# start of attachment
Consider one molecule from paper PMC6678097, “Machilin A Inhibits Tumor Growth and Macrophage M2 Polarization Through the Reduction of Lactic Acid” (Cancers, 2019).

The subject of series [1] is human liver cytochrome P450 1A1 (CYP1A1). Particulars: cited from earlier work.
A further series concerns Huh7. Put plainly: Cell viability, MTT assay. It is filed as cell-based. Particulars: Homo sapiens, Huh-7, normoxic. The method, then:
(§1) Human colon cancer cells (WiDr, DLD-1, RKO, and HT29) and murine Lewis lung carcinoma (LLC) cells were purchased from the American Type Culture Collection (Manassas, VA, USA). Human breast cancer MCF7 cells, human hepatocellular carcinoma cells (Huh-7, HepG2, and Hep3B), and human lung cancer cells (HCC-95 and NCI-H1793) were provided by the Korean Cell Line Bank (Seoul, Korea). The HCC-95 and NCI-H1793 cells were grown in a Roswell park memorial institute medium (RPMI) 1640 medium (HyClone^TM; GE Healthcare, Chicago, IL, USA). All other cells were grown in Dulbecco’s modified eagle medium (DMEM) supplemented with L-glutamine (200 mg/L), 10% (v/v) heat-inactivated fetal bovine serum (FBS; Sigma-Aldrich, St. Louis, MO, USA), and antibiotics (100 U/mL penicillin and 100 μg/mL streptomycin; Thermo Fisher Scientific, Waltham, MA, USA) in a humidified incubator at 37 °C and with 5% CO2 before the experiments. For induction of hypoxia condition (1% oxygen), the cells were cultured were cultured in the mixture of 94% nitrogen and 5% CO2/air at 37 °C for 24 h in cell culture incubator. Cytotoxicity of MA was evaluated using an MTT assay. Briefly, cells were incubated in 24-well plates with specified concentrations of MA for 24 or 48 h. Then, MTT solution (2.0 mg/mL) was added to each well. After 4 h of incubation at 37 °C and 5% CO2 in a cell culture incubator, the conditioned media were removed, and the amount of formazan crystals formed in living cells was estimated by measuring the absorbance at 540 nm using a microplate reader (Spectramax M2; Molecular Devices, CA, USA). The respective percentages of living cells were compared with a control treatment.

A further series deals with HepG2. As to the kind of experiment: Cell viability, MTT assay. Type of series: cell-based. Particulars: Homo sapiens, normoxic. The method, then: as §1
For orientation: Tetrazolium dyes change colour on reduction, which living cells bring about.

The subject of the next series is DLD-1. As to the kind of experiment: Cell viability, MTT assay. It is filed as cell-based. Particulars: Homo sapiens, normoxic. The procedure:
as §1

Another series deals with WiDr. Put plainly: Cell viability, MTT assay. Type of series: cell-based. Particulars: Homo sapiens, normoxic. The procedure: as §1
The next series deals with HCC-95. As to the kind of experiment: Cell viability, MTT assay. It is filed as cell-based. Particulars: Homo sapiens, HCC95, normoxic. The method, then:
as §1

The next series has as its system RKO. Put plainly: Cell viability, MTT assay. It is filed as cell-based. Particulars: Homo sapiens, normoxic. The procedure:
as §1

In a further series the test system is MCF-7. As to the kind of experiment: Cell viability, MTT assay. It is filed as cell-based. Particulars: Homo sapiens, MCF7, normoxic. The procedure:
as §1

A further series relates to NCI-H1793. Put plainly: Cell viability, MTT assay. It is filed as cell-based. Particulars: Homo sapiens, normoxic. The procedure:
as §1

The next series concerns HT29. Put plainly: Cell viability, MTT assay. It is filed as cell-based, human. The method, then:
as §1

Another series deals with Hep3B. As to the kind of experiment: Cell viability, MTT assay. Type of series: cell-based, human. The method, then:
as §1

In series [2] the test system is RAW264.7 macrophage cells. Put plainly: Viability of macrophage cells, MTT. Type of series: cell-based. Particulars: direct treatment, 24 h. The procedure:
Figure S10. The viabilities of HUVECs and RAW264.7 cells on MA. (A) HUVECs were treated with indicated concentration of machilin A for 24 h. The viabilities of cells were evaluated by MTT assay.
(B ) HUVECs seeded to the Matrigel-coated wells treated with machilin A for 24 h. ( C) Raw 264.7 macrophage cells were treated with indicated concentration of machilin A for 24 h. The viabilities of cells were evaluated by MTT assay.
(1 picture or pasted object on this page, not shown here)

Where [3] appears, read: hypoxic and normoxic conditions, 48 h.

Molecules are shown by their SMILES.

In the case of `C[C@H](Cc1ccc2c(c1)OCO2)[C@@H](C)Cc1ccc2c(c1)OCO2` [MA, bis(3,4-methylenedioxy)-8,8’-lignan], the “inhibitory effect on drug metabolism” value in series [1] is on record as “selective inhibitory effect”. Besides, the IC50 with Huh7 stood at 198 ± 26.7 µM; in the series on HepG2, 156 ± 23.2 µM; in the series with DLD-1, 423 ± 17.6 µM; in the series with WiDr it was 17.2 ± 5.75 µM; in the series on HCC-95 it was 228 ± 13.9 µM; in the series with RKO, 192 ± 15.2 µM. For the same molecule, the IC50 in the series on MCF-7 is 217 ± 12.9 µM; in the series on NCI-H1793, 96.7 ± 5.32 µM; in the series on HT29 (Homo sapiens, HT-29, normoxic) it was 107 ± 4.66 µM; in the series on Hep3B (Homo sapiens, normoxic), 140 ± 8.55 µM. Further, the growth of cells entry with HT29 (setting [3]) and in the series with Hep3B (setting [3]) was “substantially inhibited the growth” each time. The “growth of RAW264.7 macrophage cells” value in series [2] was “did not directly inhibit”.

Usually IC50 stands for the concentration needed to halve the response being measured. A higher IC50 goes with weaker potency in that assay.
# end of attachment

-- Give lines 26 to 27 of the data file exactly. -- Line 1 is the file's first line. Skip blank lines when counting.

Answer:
Where [3] appears, read: hypoxic and normoxic conditions, 48 h.

Molecules are shown by their SMILES.